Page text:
Douglas Pennant has been in the industry for almost ten years, having started his career as a Game Tester at Microsoft before moving to Creative Assembly to work on Total War: ROME II. Since then he’s worked on Alien: Isolation and Halo Wars 2 and is now an Associate Development Manager working on the studio’s brand-new unannounced IP. Douglas is passionate about the wider industry’s work with charities and education, supporting Special Effect through studio fundraising and being a regular speaker about the career opportunities in the industry at Universities across the county. Douglas has deuteranopia, a form of red-green colour-blindness, and is determined to help make more games colour-blind-friendly.
Drawing from his own experiences as a colour-blind gamer and developer, Douglas goes into detail about how the colour blind see the world, and how this can make some video games very difficult to play. He also addresses the issue of why developing for colour blindness is so difficult, with anecdotal examples from the development of Alien: Isolation and Halo Wars 2, and why some colour-blind solutions can still fail to make the game more playable. The aim of this talk is to deepen delegates understanding of exactly what colour blindness does to a gamer’s experience and expose them to some practices and solutions that can help make their games more accessible to the colour blind.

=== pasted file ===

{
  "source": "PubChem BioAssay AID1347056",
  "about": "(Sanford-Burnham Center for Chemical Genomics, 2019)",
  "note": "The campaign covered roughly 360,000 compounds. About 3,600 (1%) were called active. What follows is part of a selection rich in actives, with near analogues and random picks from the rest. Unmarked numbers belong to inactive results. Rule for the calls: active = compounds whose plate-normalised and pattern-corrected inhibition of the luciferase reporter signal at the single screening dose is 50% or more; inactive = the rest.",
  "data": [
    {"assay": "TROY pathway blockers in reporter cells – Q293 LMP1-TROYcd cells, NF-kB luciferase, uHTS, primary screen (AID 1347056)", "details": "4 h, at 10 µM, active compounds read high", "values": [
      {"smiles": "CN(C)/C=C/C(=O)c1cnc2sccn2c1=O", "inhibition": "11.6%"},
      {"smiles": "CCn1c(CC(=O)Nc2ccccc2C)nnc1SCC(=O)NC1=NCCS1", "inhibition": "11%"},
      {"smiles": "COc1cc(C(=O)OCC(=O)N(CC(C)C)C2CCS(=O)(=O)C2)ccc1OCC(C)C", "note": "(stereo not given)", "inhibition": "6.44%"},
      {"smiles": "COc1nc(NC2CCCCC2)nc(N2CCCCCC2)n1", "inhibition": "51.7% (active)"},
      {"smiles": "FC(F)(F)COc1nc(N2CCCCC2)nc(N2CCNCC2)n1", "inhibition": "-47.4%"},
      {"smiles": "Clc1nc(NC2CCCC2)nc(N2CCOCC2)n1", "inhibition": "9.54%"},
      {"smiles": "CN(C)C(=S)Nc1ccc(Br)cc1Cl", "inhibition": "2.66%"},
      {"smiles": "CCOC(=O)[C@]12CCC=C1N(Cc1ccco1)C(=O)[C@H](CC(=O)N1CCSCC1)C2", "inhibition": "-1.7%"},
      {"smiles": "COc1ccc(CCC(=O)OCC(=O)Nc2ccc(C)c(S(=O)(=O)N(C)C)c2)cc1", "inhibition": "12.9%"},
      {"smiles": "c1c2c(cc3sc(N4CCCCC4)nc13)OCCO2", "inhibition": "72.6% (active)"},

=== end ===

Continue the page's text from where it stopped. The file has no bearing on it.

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Develop is a very important place – it’s one of the few developer focussed conferences we have in Europe and that makes it very valuable.
I really like Develop, I really like the intimacy of it and I love the location.. there’s a good diversity of talks going on so there hasn’t been a time when there’s nothing I want to see.
I’ve been to every single Develop in the last 12 years. One thing you get here is networking - you will meet the most amazing individuals in the video games industry.
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There’s something creative about Brighton, so it’s the perfect place to have the conference.
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Mike Bithell Games
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